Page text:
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dc.contributor.authorButterfield, Georgeen_US
dc.identifier.otherLectionary number: 500en_US
dc.description.abstractIf today you hear his voice, harden not your hearts.|Today. What other day is there? It is tempting to think that I have many more Todays ahead of me. Today I attended the funeral Mass for a deacon friend who died from cancer at age sixty-six. Just this past week (as I write this) the Creighton community grieved over the deaths of three current students and a former student. The former student had worked in the law library. I remember her smiling face, full of life, joy, and hope. But she barely made it into her twenties. Today. Both of these individuals had it and then it was gone. I have it but for how long?|If today you hear his voice, harden not your hearts.|How much longer will I have Today? Most of the time I think I would like to know the answer to that question. Hezekiah was the king of Israel, got deathly ill, and was told that he should prepare to die. He prayed to the Lord and God gave him fifteen more years of life. How healthy would that be for me spiritually to know that I had fifteen more years? Would I waste time thinking that, no big deal, another Today will arrive? Or would I maximize my efforts to grow spiritually and accomplish great things for God, knowing that I had the time to do it? I really cannot answer my own question. However, it is all hypothetical. For me, all I have is Today.|If today you hear his voice, harden not your hearts.|In the first reading for Today we hear about the Jewish rebellion against a king who tried to force them to give up their faith. In doing this, they essentially sacrificed their future. Now they would be hunted as outlaws. They could not live in their homes. They had to abandon their possessions. They could not worry about whether or not their retirement investments were doing okay. Their daily activity was simply to stay alive. Each day that they awoke they knew that Today could be their last Today.|If today you hear his voice, harden not your hearts.|The psalmist proclaims that we should offer to God our sacrifices of praise in time of distress. However, sometimes distress causes me to think that the bad times will never end. Everything is going to pot and it is Groundhog Day over and over again. The stress never ends. It is a Today that I wish would go away. Sometimes my heart hardens. Why are you allowing this to happen to me, God? If you loved me, surely you would take the distress away. I have served you faithfully and you reward me with this? God says, "call upon me in time of distress; I will rescue you, and you shall glorify me." Well, Today I cannot do this. I am stewing – I am feeling sorry for myself – maybe I will feel like calling upon you Tomorrow. "But you only have Today."|If today you hear his voice, harden not your hearts.|Jesus wept over a city that had rejected him. God had visited his people and they did not recognize him. Jesus wanted to give the city an eternal Today of peace. But it was not to be. Sadly, the city would have future Todays but those Todays would see the tragic destruction of the city Jesus loved so much. Today came. God visited. They did not recognize him and then killed him. The Today of God's visitation would be no more.|If today you hear his voice, harden not your hearts.en_US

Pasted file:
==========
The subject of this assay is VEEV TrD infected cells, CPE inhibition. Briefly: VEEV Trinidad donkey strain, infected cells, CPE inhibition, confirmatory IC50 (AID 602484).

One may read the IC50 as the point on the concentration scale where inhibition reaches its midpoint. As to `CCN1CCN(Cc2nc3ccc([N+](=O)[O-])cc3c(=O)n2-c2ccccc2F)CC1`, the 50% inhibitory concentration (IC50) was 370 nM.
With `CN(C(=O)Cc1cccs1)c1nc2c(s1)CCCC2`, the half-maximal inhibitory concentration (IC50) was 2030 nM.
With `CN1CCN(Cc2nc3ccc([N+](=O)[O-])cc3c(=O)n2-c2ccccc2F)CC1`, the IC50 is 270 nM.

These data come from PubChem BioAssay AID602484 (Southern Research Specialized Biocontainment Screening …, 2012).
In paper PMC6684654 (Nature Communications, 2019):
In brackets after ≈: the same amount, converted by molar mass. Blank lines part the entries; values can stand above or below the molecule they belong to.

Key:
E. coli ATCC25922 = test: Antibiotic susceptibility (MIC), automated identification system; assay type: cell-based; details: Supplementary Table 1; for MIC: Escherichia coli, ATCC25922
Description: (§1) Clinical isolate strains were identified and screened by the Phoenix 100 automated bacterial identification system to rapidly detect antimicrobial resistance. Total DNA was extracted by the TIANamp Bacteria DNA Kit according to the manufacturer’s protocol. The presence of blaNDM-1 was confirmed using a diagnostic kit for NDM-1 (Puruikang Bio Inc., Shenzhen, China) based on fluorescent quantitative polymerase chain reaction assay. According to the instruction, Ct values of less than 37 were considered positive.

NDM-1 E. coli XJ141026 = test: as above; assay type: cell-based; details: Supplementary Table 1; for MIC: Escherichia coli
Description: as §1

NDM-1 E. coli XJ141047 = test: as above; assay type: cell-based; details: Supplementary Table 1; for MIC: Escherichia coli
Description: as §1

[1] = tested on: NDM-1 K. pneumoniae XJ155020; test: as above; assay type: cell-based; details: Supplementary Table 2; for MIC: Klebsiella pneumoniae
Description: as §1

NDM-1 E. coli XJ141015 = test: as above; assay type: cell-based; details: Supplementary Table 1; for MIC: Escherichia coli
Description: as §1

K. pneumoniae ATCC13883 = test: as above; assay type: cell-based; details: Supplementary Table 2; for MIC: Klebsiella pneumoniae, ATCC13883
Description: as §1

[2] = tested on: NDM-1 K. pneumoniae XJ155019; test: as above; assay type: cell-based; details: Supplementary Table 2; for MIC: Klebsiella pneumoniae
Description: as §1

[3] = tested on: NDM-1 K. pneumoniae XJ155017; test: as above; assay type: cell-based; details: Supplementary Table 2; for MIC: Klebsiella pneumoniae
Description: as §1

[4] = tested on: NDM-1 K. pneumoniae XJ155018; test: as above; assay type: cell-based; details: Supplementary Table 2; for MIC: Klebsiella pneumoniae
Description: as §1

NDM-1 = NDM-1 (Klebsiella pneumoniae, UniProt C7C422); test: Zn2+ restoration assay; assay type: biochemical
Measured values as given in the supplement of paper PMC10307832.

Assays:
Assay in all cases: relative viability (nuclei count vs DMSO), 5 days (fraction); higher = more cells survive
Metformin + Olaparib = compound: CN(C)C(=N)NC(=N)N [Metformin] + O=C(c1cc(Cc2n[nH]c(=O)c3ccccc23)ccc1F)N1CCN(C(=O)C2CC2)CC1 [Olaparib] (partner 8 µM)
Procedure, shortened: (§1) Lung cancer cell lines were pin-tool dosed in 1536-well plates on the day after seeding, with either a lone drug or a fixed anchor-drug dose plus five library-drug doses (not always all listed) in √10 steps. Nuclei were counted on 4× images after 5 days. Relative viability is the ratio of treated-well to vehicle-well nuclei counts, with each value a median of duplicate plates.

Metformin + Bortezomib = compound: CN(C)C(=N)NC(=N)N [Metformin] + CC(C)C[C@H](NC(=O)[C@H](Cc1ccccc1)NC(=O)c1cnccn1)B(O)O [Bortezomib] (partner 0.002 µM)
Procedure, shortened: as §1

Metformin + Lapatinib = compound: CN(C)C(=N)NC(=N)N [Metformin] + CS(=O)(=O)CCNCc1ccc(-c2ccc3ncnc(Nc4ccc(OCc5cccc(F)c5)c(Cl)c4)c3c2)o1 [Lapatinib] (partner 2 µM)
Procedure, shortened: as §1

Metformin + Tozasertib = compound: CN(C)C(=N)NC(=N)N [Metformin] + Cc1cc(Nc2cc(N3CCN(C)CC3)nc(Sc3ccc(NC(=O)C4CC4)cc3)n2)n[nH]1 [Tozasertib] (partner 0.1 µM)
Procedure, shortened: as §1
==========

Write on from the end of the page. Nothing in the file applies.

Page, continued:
dc.publisherUniversity Ministry, Creighton University.en_US
dc.rightsThese reflections may not be sold or used commercially without permission. Personal or parish use is permitted.en_US
dc.titleReflection for Thursday, November 19, 2015: 33rd week in Ordinary Time.en_US
dc.rights.holderUniversity Ministry, Creighton University.en_US
dc.publisher.locationOmaha, Nebraska, United Statesen_US
dc.program.unitSchool of Lawen_US
dc.contributor.cuauthorButterfield, George E.en_US Timeen_US 33en_US
dc.subject.local11 Maccabees 2:15-29en_US
dc.subject.local2Psalms 50:1b-2, 5-6, 14-15en_US
dc.subject.local4Luke 19:41-44en_US
dc.title.seriesDaily Reflections (Meditations) on the Scriptures from the Roman Catholic Lectionary.en_US Ien_US

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  • Daily Reflections Archive
    Reflections written by Creighton University faculty, staff, and administrators on the daily mass readings.

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